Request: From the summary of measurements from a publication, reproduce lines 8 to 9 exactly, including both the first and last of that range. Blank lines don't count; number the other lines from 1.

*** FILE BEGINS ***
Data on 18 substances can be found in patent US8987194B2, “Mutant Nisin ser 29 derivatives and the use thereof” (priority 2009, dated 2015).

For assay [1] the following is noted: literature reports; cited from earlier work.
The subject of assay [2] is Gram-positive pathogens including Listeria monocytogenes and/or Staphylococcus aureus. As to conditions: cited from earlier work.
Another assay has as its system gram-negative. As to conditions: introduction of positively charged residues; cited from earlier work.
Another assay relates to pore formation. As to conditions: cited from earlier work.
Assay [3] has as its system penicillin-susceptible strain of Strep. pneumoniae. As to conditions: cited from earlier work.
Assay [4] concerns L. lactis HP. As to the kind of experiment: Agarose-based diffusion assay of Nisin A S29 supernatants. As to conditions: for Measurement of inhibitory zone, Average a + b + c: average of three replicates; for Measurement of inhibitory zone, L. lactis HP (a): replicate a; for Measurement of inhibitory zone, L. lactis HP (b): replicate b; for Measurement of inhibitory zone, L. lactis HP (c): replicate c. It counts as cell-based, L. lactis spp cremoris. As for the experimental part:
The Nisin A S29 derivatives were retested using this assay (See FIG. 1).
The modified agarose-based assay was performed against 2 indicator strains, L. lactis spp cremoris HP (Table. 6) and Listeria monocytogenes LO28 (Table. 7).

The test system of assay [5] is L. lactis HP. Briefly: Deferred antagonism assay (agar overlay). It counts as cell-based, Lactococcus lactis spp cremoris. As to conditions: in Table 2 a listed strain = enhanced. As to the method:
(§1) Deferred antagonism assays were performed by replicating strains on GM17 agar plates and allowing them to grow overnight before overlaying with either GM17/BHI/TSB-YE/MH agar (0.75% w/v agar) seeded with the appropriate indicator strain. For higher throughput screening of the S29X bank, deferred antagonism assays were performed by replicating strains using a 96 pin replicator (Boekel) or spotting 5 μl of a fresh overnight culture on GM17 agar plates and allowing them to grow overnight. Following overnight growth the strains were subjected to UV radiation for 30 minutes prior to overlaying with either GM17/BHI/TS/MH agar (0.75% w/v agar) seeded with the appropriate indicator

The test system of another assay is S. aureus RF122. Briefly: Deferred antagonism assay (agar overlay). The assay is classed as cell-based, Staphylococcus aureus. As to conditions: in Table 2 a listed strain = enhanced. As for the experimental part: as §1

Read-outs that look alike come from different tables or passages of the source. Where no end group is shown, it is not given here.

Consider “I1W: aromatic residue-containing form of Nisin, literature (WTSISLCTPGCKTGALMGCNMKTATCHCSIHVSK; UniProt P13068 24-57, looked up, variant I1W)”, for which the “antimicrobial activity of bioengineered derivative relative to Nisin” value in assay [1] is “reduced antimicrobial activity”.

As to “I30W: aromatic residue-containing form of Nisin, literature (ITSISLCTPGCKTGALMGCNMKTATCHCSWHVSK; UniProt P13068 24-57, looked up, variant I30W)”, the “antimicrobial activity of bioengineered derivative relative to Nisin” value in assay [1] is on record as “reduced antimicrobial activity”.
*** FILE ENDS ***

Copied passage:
The Nisin A S29 derivatives were retested using this assay (See FIG. 1).
The modified agarose-based assay was performed against 2 indicator strains, L. lactis spp cremoris HP (Table. 6) and Listeria monocytogenes LO28 (Table. 7).